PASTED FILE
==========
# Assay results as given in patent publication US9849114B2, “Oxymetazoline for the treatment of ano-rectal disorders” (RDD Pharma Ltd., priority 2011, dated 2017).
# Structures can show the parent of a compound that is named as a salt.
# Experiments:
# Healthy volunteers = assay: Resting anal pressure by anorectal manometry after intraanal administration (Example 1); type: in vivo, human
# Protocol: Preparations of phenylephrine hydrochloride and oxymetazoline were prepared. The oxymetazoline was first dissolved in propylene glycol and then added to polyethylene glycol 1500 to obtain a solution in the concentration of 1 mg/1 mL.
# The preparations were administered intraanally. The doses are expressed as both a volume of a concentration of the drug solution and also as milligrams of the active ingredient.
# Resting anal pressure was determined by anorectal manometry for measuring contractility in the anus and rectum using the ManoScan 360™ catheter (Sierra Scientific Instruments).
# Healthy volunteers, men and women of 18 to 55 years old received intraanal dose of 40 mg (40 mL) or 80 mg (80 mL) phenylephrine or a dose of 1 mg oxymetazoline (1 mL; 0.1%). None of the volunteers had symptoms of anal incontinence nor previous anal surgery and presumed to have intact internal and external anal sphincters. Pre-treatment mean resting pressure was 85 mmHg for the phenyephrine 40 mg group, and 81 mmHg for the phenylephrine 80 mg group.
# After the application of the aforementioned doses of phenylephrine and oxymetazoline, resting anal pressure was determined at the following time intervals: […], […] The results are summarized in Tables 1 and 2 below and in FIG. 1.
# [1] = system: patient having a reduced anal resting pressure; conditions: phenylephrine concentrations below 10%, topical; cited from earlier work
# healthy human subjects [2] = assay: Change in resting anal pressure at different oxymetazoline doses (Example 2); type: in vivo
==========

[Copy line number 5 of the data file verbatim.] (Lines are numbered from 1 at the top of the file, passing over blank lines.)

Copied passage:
# Protocol: Preparations of phenylephrine hydrochloride and oxymetazoline were prepared. The oxymetazoline was first dissolved in propylene glycol and then added to polyethylene glycol 1500 to obtain a solution in the concentration of 1 mg/1 mL.